Coronavirus: Bolton restrictions were tightened as cases increased

Rise in UK Covid-19 ‘concerning’ but not out of control – Hancock

Rise in UK Covid-19 ‘concerning’ but not out of control – Hancock

The announcement came after ministers and government advisers expressed concern about "sharp growth" across the United Kingdom, especially among young people.

"The best way to do that is to limit the number of contacts people have".

Johnson's government also unveiled a new public information campaign entitled "Hands".

"We want to set out very clearly for everybody - so that everybody has the chance to see these rules, read them and then to follow them, and that's why it will come into force on Monday".

The daily number of cases of COVID-19 jumped on Sunday to 2,988, the highest daily rise since May.

More than 41,500 people confirmed to have coronavirus have died in Britain, the worst toll in Europe.

But he added he "hoped" lockdown could be avoided, saying: "The number of cases is largely driven by people socialising".

He said the police had asked for simpler rules, clarity and strong enforcement powers.

Current guidelines stipulate that people must not socialise outside in a group of more than six people from different households.

From Monday, this will be reduced to six, except for large families, weddings, funerals, organised team sports, workplaces and educational settings.

"You are eligible for a test if you have symptoms of coronavirus or if you have a very specific reason otherwise".

The UK government, which controls health policy in England, imposed tougher restrictions on Bolton, near the northwest city of Manchester, after a "very significant rise" in cases.

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The health secretary said the rise in cases in Bolton is "partly due to socialising by people in their 20s and 30s".

In addition to limiting hospitality venues, Mr Hancock said visitors to Bolton's care homes would also be limited.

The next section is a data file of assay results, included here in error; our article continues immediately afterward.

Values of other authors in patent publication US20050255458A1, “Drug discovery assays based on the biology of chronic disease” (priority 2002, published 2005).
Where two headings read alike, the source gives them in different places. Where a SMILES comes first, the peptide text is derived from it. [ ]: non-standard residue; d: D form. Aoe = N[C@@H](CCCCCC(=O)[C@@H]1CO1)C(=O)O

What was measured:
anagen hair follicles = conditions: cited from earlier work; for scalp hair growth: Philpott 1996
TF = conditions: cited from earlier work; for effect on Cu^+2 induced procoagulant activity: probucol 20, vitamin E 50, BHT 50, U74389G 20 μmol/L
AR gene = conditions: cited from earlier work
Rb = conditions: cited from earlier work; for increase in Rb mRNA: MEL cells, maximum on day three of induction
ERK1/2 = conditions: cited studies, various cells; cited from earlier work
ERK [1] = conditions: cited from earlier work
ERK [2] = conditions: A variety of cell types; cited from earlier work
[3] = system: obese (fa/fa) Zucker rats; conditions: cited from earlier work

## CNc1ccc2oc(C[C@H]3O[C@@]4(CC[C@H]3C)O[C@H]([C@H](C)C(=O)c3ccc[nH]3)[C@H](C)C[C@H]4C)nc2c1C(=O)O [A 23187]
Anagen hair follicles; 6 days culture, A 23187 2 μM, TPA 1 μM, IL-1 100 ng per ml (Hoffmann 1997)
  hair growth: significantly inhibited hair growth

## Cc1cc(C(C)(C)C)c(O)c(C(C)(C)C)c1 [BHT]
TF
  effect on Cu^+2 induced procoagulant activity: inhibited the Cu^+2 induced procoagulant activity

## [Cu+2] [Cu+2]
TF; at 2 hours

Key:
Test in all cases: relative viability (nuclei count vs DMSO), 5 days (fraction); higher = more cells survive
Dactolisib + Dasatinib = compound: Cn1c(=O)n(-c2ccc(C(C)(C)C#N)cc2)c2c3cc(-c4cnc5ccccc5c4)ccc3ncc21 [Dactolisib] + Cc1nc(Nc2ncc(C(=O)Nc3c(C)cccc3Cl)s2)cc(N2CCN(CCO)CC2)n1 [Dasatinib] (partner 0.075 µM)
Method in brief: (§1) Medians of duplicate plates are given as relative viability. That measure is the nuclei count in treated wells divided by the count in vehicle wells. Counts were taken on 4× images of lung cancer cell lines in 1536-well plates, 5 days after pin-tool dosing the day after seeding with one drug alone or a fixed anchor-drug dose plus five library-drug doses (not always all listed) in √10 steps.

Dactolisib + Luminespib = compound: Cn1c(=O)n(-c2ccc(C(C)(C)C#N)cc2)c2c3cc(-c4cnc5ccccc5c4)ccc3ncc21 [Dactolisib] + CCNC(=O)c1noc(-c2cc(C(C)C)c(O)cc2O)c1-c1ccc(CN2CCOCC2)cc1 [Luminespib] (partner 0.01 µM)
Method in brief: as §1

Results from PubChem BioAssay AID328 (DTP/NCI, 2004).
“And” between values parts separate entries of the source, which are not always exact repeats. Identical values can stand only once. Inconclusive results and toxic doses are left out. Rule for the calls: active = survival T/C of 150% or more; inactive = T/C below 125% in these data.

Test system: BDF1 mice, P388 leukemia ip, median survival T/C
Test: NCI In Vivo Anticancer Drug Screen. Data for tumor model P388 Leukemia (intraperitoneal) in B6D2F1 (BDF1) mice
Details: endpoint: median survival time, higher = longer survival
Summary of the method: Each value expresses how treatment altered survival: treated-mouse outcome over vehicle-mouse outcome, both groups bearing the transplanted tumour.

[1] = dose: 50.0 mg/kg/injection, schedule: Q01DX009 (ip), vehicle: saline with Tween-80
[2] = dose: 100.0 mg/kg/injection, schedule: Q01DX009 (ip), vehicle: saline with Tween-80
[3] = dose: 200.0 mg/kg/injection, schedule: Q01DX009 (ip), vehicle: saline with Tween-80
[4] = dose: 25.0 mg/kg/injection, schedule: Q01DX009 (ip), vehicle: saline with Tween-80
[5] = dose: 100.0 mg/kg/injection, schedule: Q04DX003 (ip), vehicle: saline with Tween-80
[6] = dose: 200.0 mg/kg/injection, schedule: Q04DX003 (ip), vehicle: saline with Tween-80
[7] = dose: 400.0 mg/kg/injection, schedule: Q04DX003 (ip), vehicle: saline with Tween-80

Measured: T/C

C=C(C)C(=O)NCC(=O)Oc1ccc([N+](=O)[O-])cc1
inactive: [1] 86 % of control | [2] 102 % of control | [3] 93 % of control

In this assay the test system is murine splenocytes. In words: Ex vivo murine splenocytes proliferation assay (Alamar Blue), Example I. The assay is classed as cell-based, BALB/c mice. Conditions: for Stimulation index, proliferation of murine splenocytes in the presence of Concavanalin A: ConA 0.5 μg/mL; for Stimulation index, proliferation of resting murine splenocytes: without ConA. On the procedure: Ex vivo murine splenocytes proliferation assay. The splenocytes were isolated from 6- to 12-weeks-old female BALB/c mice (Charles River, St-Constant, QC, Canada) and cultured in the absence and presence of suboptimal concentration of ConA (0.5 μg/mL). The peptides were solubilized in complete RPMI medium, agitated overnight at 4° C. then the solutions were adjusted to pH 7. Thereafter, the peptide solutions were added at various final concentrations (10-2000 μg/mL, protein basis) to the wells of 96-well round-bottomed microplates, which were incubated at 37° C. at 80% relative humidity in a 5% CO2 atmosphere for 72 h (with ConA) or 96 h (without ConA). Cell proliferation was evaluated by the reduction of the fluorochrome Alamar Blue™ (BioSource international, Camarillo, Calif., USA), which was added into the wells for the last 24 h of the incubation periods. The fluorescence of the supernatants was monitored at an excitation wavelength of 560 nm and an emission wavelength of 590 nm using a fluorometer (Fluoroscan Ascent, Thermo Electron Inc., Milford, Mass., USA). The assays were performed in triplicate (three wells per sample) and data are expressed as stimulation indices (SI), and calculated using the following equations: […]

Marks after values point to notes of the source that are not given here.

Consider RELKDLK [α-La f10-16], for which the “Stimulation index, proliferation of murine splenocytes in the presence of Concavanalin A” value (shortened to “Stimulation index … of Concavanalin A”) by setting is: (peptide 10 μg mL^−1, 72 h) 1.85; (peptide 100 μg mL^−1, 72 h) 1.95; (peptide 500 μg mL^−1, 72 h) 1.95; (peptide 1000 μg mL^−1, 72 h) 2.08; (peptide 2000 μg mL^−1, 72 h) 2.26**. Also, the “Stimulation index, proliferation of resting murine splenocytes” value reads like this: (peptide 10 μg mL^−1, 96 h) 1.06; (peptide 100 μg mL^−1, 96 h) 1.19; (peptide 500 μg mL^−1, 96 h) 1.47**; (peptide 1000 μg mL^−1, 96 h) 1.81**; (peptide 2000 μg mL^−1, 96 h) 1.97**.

Hancock said the government is "going to bring more clarity and we're going to enforce the rules more strictly".

It has encouraged people to go back to work and use a government-subsidised restaurant scheme to boost revenues for eateries hit hard by the shutdown.

He singled out young people in their twenties and thirties, as well as pubs, for spreading the virus.

Hancock warned that although younger people were less likely to develop serious forms of Covid-19, they could easily pass it to those more vulnerable, particularly the elderly.

Jonathan Van-Tam, England's deputy chief medical officer, told Sky News: "This is a virus we're going to have to live with - and if we're not careful, if we don't take this incredibly seriously from this point on, we're going to have a bumpy ride over the next few months".

"People have relaxed too much", he noted. "Now is the time for us to re-engage and realize that this is a continuing threat to us".

From Monday, it will become illegal to gather in groups of more than six people in England except for certain situations, as authorities try to get a grip on the sharp rise in newly recorded infections.

"We can see the epidemic is taking off again".

But he would not rule out a return to lockdown, saying: "I wouldn't make a vow like that".

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